What Is God’s Definition of Manhood? It’s the Only One That Matters

New Book by Tim Clinton, ‘Take It Back,’ Explores Reclaiming Biblical Manhood for the Sake of Marriage, Family and Culture

LYNCHBURG, VA.—Around 970 BC, as King David’s time on earth was drawing to a close, his son, Solomon, was waiting, listening and grieving by his father’s side. Of all the things David could have said to his son, he began with: “I go the way of all the earth; be strong, therefore, and prove yourself a man.”

David, the giant-slayer, the warrior-king and a man after God’s own heart, knew that effective leadership began with the foundation of being a man.

In their forthcoming book, Take It Back: Reclaiming Biblical Manhood for the Sake of Marriage, Family, and Culture,” Dr. Tim Clinton and Max Davis write that the type of manhood David was talking about didn’t simply happen as a result of testosterone and the ability to wield a sword.

It’s all about God’s definition of manhood, not man’s definition.

“King Saul before David possessed these human qualities, but he was not a man after God’s heart,” Clinton says. “He had the physical statute, was charismatic, handsome and a great warrior, but he let his ego pride, and self-sufficiency lead to his fall. Saul had many ‘toxic’ characteristics and behaviors that were not repented of and submitted to God.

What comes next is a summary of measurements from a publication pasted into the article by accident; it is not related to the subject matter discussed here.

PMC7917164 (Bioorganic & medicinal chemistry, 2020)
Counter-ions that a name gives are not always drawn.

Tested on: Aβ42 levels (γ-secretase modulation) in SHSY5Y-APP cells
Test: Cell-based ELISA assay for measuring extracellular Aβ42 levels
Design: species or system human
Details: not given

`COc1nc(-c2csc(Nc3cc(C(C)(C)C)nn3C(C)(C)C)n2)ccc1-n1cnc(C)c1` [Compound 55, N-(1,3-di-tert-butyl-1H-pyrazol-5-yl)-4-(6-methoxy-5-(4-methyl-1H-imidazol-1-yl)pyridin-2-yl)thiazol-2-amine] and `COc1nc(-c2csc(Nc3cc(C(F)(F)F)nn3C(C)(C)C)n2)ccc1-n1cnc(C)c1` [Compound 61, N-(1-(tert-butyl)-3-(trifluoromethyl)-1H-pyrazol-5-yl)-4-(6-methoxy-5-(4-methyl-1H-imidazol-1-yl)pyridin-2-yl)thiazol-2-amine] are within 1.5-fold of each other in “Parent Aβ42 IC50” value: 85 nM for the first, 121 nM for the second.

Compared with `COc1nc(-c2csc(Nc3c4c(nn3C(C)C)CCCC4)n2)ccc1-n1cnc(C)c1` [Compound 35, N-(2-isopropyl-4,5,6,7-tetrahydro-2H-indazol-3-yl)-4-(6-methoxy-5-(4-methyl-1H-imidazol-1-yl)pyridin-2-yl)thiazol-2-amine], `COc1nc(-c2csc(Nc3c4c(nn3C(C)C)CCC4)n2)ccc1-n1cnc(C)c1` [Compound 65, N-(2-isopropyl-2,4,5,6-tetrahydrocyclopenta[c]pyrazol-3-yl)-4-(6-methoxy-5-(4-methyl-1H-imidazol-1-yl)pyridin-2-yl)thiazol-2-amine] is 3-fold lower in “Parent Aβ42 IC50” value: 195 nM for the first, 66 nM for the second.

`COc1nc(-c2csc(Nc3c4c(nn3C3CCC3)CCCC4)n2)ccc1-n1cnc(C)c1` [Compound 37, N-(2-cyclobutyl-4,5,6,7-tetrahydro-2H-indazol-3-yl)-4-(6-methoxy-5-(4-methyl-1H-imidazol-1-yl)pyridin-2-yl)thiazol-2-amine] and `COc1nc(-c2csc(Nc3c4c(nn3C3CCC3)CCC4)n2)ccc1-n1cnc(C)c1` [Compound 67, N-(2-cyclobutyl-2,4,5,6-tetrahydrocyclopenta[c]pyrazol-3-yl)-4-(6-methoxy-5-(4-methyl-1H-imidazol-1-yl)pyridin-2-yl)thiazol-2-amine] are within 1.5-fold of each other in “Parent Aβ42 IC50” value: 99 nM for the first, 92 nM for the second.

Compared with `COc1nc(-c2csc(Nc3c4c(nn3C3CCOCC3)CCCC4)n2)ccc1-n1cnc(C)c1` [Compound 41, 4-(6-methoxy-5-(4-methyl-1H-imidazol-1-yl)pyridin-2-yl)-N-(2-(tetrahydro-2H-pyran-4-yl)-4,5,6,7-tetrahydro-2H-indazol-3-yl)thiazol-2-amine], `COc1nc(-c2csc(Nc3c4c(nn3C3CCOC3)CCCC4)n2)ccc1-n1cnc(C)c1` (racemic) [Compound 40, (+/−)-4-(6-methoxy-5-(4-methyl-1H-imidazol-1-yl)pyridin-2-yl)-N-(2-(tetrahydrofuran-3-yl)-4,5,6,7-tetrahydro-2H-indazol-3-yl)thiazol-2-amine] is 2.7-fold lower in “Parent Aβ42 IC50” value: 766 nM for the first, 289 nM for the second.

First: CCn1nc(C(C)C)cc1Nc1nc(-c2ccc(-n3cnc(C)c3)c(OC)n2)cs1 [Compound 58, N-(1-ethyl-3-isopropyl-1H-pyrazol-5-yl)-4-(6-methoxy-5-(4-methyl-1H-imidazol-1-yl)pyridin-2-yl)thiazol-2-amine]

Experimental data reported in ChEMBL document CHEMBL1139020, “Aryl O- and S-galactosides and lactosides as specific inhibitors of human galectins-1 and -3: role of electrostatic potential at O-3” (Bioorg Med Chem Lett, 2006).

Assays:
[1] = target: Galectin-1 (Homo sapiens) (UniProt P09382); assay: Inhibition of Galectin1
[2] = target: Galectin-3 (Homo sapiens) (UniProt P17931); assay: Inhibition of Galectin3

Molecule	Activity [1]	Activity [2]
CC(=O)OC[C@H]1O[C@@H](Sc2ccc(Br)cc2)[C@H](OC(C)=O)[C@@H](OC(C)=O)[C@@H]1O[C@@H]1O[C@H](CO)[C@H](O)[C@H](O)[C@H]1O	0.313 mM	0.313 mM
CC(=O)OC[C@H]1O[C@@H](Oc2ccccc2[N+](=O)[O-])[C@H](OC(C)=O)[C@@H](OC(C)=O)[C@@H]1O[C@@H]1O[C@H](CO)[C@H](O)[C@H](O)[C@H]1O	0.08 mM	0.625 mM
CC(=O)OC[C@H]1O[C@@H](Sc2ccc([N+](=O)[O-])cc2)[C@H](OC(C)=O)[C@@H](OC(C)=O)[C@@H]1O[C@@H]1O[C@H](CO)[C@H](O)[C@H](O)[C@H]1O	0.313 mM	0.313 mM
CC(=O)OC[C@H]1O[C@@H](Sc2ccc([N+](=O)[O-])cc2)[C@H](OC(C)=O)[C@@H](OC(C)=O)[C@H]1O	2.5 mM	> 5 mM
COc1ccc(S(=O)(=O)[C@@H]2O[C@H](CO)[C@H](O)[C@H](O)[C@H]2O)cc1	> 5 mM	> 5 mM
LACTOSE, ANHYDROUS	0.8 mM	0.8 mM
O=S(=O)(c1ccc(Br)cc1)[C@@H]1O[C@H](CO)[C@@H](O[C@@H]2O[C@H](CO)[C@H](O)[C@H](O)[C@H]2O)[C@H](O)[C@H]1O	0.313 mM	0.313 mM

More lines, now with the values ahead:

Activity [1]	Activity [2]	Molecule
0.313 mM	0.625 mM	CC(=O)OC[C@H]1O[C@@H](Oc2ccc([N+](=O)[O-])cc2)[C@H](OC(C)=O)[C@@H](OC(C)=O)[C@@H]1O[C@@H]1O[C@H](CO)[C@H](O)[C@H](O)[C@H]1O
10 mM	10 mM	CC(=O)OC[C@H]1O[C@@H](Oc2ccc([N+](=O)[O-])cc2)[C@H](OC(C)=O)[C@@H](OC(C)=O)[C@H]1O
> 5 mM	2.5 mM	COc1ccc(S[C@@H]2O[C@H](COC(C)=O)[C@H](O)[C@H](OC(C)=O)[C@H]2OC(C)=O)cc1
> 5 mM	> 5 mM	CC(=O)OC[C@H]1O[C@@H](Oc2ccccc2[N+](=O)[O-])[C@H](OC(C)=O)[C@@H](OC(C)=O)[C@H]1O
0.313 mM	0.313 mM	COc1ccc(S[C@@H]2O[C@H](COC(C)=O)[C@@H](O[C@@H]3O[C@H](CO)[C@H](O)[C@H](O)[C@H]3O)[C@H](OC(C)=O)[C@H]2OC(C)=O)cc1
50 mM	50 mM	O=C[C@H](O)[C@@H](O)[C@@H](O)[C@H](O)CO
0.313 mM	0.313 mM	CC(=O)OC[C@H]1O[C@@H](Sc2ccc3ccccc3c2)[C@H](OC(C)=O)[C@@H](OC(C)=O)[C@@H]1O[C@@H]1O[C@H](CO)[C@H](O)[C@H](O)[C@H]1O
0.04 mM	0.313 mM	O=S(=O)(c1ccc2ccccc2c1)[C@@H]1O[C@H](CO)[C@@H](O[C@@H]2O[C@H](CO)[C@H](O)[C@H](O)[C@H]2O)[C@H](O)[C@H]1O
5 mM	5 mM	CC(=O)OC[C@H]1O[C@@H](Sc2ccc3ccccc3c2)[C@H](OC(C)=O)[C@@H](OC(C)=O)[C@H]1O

“David, on the other hand, was talking to his son, Solomon, about a manhood that was to be proven by godly character,” Clinton adds. “In short, proving himself a man meant Solomon was to embrace God’s definition of manhood and to be strong in the face of adversity. David understood that Israel’s many enemies, from without and within, would be launching full-frontal attacks against them. Solomon was to man-up by making godly choices. To lead efficiently, he needed to see God as his source, not his own strength.”

David understood that as Israel’s new leader, Solomon, would need to take a stand, leading the people in keeping God’s ways. His leadership of Israel, however, had to begin with his own personal integrity before God. David’s deathbed exhortation continued to his son: “And keep the charge of the Lord your God: to walk in His ways, to keep His statutes, His commandments, His judgments, and His testimonies, as it is written in the Law of Moses, that you may prosper in all that you do and wherever you turn.”

According to David, Clinton says, Solomon proving himself a man and being an effective leader, started with embracing God’s plan and walking in His ways. David related authentic manhood to serving God.

“The same is true today,” Clinton writes. “For men to impact the culture around them, their circles of influence and their families, they must embrace God’s true definition of manhood and masculinity. You don’t have to accept mainstream media’s or some liberal organization’s label of who you are, and certainly not the mischaracterized version of traditional masculinity, but the absolute truth of what God’s Word says about you.

“The great need of our culture today is not for more talented men or more successful men, but for men of character with hearts that follow hard after God. They have taken up David’s challenge to Solomon to ‘be strong, therefore, and prove yourself a man’ and understand what it means. Yes, God is looking for a man. Will He find you?”